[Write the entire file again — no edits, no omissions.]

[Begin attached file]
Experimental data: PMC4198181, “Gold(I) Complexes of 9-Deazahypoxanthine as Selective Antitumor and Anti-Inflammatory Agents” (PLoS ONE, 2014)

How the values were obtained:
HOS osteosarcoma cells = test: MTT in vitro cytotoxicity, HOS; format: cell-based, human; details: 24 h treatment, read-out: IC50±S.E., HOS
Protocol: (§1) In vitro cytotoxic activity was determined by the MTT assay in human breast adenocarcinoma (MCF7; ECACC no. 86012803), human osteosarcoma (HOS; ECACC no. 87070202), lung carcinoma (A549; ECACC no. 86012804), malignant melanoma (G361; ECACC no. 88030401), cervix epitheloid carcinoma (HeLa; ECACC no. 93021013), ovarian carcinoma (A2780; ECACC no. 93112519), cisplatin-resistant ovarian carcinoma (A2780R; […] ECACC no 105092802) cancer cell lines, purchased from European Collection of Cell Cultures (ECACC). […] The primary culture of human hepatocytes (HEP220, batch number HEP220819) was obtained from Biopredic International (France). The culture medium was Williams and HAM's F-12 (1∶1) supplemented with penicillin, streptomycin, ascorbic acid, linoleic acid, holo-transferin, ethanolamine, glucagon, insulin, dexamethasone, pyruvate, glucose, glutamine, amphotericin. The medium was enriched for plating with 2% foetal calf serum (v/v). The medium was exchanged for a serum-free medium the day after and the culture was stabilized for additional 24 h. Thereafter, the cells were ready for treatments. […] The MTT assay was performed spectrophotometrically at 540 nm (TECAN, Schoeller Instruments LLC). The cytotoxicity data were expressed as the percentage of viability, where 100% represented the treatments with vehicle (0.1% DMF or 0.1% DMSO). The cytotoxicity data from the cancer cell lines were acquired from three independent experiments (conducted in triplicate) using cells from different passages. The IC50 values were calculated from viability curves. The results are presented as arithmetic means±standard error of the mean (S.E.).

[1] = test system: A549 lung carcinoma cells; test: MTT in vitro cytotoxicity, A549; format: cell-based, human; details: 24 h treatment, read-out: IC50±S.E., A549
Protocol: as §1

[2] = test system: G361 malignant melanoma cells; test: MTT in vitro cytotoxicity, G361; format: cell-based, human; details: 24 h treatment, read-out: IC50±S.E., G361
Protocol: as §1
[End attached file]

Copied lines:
Experimental data: PMC4198181, “Gold(I) Complexes of 9-Deazahypoxanthine as Selective Antitumor and Anti-Inflammatory Agents” (PLoS ONE, 2014)

How the values were obtained:
HOS osteosarcoma cells = test: MTT in vitro cytotoxicity, HOS; format: cell-based, human; details: 24 h treatment, read-out: IC50±S.E., HOS
Protocol: (§1) In vitro cytotoxic activity was determined by the MTT assay in human breast adenocarcinoma (MCF7; ECACC no. 86012803), human osteosarcoma (HOS; ECACC no. 87070202), lung carcinoma (A549; ECACC no. 86012804), malignant melanoma (G361; ECACC no. 88030401), cervix epitheloid carcinoma (HeLa; ECACC no. 93021013), ovarian carcinoma (A2780; ECACC no. 93112519), cisplatin-resistant ovarian carcinoma (A2780R; […] ECACC no 105092802) cancer cell lines, purchased from European Collection of Cell Cultures (ECACC). […] The primary culture of human hepatocytes (HEP220, batch number HEP220819) was obtained from Biopredic International (France). The culture medium was Williams and HAM's F-12 (1∶1) supplemented with penicillin, streptomycin, ascorbic acid, linoleic acid, holo-transferin, ethanolamine, glucagon, insulin, dexamethasone, pyruvate, glucose, glutamine, amphotericin. The medium was enriched for plating with 2% foetal calf serum (v/v). The medium was exchanged for a serum-free medium the day after and the culture was stabilized for additional 24 h. Thereafter, the cells were ready for treatments. […] The MTT assay was performed spectrophotometrically at 540 nm (TECAN, Schoeller Instruments LLC). The cytotoxicity data were expressed as the percentage of viability, where 100% represented the treatments with vehicle (0.1% DMF or 0.1% DMSO). The cytotoxicity data from the cancer cell lines were acquired from three independent experiments (conducted in triplicate) using cells from different passages. The IC50 values were calculated from viability curves. The results are presented as arithmetic means±standard error of the mean (S.E.).

[1] = test system: A549 lung carcinoma cells; test: MTT in vitro cytotoxicity, A549; format: cell-based, human; details: 24 h treatment, read-out: IC50±S.E., A549
Protocol: as §1

[2] = test system: G361 malignant melanoma cells; test: MTT in vitro cytotoxicity, G361; format: cell-based, human; details: 24 h treatment, read-out: IC50±S.E., G361
Protocol: as §1